We are most familiar with West German Heimat films. The classic Heimat films that we are familiar with were made in West Germany, especially during the 1950s. The attitudes of West German film makers and movie goers changed substantially after the 1960s.
Heimat films were a mainstay of German post-War movie making. "Heimat films of course were especially popular in West Germany after World War II (1939-45). German film studios like the rest of German industry were affected by the terrible destruction of the War. The Germans by the 1950s were again making films to supply the demand created by a reviving economy. Heimat films were popular in West Germany because the nostalgic harkening back to old values suggested an "intact world" after the horrors of World War I and II. This is perhaps why "Oktoberfest" was so popular where people drink beer and to "schunkel" (all sitting people linking arms and wave to the left and to the right to the sound of the popular music). Some of the best known classiv Heimat films were made during this era. We notice quite a few Heimat fims in the the 1950s. There were also television productions. Some serious Heimat films were also made through the late 1960s.
After the late 60s, we no longer see the highly sentimental, classic Heimat films. The German film goer was becoming more sophisticated. And the moral clarity of the 1940s and 50s was evolving into a more complicated world. We see some films being made, but many Germans might not call them real Heimat films. There were satirical films made poking fun at the sentimentality of the Heimat genre. Then ther began to appear more realistic productions on television look at family experiences in a more realistic, sophisticated way. German director Edgar Reitz created the "Heimat" seies. Some readers do not see these productions as Heimatfilms. They are efforts, however, to look at German family experiences, only in a realistic way.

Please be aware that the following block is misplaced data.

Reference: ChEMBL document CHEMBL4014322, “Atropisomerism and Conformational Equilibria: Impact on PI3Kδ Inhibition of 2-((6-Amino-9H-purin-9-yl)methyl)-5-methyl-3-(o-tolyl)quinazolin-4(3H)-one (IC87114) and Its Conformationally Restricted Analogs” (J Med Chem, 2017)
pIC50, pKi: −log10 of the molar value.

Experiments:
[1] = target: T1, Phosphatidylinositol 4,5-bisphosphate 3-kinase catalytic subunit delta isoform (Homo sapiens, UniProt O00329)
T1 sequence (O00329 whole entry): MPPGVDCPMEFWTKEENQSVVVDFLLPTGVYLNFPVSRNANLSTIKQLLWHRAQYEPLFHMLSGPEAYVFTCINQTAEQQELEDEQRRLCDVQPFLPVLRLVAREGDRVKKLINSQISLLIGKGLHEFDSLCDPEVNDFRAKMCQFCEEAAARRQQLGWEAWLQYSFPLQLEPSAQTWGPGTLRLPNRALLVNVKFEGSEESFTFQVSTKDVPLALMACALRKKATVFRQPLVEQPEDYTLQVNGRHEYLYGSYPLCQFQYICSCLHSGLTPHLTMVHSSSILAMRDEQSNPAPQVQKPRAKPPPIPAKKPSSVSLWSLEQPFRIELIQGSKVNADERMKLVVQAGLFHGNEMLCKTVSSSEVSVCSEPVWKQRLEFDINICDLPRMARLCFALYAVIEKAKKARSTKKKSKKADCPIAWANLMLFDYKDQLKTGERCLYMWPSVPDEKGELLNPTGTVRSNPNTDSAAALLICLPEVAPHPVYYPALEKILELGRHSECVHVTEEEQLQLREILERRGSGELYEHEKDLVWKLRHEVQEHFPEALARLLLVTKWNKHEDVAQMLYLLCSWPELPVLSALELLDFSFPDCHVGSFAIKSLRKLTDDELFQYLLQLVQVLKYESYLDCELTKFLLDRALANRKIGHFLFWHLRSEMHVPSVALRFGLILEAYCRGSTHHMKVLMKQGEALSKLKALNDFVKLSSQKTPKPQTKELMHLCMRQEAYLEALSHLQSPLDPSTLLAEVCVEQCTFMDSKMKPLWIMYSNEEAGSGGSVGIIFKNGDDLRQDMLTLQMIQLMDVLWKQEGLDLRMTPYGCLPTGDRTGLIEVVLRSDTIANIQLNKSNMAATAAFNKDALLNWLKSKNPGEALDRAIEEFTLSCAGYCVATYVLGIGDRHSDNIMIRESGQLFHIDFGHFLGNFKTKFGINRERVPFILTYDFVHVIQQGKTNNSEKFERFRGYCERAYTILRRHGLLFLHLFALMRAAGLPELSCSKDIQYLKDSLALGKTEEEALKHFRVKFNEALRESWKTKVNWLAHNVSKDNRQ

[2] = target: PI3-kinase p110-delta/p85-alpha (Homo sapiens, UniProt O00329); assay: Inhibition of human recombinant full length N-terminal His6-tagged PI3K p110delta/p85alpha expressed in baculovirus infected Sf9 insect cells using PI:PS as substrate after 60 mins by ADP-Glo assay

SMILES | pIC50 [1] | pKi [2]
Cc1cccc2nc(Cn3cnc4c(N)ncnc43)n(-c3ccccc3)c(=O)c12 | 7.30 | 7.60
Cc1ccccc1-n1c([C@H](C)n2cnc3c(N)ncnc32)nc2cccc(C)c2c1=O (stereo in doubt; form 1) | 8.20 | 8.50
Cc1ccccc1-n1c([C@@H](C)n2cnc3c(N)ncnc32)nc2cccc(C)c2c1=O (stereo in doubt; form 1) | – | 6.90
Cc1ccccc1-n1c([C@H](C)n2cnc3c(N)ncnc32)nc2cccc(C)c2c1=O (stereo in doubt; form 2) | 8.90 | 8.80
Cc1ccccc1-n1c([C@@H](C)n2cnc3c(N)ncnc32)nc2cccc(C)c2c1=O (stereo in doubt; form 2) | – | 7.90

Heimat films were mot made in East Germany. In East Germany, the industrial worker was theoretically the core of the state. Thus the emphasis on agricukltural roots often present in Heimat films was not in keeping with the ideologiucal outlook. The East Germany film industry suggested an "intact world" by showing Communism "as the best thing ever happened to Germany". A German reader writes, "The East Germans made a lot of fairy tale movies for children watched also by their parents, who (just my thought) confounded it with reality. But no Heimat movies.
Film makers in Germany have continued the tend in West Germany during the 1980s of creating realistic depictions of German family life in the 20th century. The best known is the "Heimat" saga. A good example is "Heimat 3". Some German readers do not consider these productions, however, to be true Heimat productions.
Stueck, Rudi. E-mail message, December 9, 2004.